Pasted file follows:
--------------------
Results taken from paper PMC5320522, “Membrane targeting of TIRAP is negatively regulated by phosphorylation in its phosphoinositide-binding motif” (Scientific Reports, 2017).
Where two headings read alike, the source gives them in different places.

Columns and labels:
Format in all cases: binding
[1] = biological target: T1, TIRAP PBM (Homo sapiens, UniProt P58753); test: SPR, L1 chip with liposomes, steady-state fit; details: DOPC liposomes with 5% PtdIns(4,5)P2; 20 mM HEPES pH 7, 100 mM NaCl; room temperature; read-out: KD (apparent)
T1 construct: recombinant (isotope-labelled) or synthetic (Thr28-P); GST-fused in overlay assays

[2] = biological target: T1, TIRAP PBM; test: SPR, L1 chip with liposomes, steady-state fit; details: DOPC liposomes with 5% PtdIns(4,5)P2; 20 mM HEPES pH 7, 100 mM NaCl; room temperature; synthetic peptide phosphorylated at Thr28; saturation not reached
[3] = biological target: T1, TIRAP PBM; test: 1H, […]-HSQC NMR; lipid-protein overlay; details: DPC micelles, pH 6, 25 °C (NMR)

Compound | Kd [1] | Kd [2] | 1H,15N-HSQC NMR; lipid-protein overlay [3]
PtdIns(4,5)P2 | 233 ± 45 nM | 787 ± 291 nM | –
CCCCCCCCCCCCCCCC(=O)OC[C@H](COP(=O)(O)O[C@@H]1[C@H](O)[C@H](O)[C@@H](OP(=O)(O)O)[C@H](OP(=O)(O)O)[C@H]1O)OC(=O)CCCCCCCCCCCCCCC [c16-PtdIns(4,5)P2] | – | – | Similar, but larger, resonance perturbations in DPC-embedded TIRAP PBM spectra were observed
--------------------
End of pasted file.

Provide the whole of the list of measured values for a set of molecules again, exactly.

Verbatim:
Results taken from paper PMC5320522, “Membrane targeting of TIRAP is negatively regulated by phosphorylation in its phosphoinositide-binding motif” (Scientific Reports, 2017).
Where two headings read alike, the source gives them in different places.

Columns and labels:
Format in all cases: binding
[1] = biological target: T1, TIRAP PBM (Homo sapiens, UniProt P58753); test: SPR, L1 chip with liposomes, steady-state fit; details: DOPC liposomes with 5% PtdIns(4,5)P2; 20 mM HEPES pH 7, 100 mM NaCl; room temperature; read-out: KD (apparent)
T1 construct: recombinant (isotope-labelled) or synthetic (Thr28-P); GST-fused in overlay assays

[2] = biological target: T1, TIRAP PBM; test: SPR, L1 chip with liposomes, steady-state fit; details: DOPC liposomes with 5% PtdIns(4,5)P2; 20 mM HEPES pH 7, 100 mM NaCl; room temperature; synthetic peptide phosphorylated at Thr28; saturation not reached
[3] = biological target: T1, TIRAP PBM; test: 1H, […]-HSQC NMR; lipid-protein overlay; details: DPC micelles, pH 6, 25 °C (NMR)

Compound | Kd [1] | Kd [2] | 1H,15N-HSQC NMR; lipid-protein overlay [3]
PtdIns(4,5)P2 | 233 ± 45 nM | 787 ± 291 nM | –
CCCCCCCCCCCCCCCC(=O)OC[C@H](COP(=O)(O)O[C@@H]1[C@H](O)[C@H](O)[C@@H](OP(=O)(O)O)[C@H](OP(=O)(O)O)[C@H]1O)OC(=O)CCCCCCCCCCCCCCC [c16-PtdIns(4,5)P2] | – | – | Similar, but larger, resonance perturbations in DPC-embedded TIRAP PBM spectra were observed